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Memorial Day

Mollie LaSalle
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Memorial Day is right around the corner. May 29 is the date this year of the unofficial start of summer, but this day is so much more than that.

The origins of the holiday began way back in the 1860’s at the end of the Civil War. The Civil War claimed more lives than any other war in our nation’s history and led to the establishment of our first national cemeteries. Memorial Day traditions began in 1868 and was originally known as “Decoration Day”. General John A. Logan was the leader of an organization of Civil War veterans and called for a nationwide day of remembrance in May of that year. May 30 was selected for the purpose of decorating the graves of fallen comrades who died in defense of their country.

This particular date was picked because it wasn’t the anniversary of any particular Civil War battle.

On May 30, 1868, General James Garfield gave a speech at Arlington National Cemetery, and more 5,000 people decorated the graves of more than 20,000 soldiers interred there. Originally, Decoration Day honored only those who died in the Civil War. During WWI, the holiday evolved to commemorate those soldiers, and later, included fallen soldiers from every major conflict, including WW II, Korea, Vietnam, and more recently, Iraq, and Afghanistan.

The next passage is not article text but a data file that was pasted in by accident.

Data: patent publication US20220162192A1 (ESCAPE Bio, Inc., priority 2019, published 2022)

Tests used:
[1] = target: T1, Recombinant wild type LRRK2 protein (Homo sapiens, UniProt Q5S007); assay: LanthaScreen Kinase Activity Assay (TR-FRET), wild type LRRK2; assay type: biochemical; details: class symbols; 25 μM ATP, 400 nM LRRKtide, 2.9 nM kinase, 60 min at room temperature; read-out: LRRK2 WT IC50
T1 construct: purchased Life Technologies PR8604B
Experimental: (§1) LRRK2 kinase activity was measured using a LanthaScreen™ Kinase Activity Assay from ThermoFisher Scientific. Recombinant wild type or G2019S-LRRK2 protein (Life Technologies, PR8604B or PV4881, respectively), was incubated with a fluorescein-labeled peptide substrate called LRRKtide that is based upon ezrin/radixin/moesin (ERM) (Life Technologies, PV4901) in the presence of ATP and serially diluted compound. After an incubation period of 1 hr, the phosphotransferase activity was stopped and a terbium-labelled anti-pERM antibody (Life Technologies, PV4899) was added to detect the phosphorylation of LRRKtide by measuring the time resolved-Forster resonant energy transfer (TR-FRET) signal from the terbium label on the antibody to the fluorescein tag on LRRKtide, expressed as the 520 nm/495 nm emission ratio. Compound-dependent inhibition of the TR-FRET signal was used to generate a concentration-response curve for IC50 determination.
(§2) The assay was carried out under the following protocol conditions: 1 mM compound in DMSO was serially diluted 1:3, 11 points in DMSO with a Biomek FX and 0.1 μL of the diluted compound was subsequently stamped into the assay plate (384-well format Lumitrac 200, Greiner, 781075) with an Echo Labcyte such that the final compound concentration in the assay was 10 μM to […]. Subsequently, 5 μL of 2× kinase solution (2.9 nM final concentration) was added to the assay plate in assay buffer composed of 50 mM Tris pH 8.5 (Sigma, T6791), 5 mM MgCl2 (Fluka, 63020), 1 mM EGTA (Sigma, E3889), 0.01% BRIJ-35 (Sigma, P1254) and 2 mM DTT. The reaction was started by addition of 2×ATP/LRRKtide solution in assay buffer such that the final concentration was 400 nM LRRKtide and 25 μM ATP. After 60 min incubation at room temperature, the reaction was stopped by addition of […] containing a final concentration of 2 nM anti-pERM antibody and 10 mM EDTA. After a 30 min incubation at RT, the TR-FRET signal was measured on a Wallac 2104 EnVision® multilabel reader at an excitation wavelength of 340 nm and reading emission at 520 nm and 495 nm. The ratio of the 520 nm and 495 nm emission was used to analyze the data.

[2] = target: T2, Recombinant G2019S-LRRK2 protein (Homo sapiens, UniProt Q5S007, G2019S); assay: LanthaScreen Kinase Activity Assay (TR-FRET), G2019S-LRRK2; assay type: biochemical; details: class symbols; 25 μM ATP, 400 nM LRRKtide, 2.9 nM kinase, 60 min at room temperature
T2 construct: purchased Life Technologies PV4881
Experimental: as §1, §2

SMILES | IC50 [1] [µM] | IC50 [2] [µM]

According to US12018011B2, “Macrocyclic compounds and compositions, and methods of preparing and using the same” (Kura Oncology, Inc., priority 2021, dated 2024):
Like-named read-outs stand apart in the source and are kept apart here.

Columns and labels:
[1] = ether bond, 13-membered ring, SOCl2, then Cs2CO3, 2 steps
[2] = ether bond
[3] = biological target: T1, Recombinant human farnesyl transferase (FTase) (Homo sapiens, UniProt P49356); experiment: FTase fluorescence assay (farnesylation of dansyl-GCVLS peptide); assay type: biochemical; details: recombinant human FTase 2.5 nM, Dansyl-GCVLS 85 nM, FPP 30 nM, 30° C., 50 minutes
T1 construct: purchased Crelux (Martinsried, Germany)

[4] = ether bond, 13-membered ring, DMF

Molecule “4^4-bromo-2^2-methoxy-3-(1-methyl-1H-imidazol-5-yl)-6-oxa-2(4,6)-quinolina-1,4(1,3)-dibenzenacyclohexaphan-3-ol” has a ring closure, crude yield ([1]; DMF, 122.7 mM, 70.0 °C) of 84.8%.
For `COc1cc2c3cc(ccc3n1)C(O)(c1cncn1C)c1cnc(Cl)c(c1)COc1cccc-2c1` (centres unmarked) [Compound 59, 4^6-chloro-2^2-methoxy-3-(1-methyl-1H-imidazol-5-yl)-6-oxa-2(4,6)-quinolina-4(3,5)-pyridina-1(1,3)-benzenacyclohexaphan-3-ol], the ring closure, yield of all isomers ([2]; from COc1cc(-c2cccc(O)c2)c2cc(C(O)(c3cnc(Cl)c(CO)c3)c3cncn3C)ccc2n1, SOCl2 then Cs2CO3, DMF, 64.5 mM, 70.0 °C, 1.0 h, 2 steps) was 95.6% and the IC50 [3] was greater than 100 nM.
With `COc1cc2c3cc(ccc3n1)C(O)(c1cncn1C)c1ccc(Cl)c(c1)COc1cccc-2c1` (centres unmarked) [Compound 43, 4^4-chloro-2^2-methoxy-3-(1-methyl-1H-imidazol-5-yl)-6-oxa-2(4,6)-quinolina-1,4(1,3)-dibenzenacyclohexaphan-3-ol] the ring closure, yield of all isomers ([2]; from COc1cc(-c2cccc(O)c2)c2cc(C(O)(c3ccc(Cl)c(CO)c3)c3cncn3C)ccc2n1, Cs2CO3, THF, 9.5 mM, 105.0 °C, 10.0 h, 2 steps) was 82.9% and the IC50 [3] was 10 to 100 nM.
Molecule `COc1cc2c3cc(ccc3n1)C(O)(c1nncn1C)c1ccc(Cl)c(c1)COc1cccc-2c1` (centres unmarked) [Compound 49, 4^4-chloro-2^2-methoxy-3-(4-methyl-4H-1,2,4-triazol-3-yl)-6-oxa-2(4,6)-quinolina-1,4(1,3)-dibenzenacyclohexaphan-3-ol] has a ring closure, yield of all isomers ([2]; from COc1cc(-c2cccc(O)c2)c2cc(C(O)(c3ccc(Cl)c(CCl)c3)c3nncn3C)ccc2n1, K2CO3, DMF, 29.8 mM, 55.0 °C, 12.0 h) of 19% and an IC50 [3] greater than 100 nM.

The date of May 30 was observed for decades until 1968, when Congress passed the Uniform Monday Holiday Act, establishing Memorial Day as the last Monday in May to give federal employees a three- day weekend. This change went into effect in 1971; the same law declared it a national holiday. In cities and towns across the country there are observances of Memorial Day; the most popular are parades and visits to cemeteries to decorate fallen military personnel graves.

In Tyler County, it has become a tradition to place flags at the graves of veterans. Magnolia, Campground and Colmesneil City Cemeteries have been placing flags for the last several years. It truly is awe inspiring to drive by these places and see all the flags flying in the breeze. This is also when you will see people out in front of the stores selling “Buddy Poppies”.

The Buddy Poppy symbolizes a vivid red flower and has become synonymous with great loss of life in war. Selling replicas of the original Flanders poppy was originally to provide relief for the people of war-torn France after WWI.

There are a myriad of ways to honor America’s fallen on this day, just as there are things not to do. You absolutely should not wish anyone “Happy Memorial Day”; it was established to honor and remember the dead. You shouldn’t thank current members of the military; they deserve respect every day, but this is for the fallen. Do not disregard the importance of this day. Go ahead and have a cook-out or get some great deals at the big box retailer or spend the weekend at the beach or lake. At the end of the day, take time out to remember what this day means and find your own way to honor those who gave the ultimate sacrifice.

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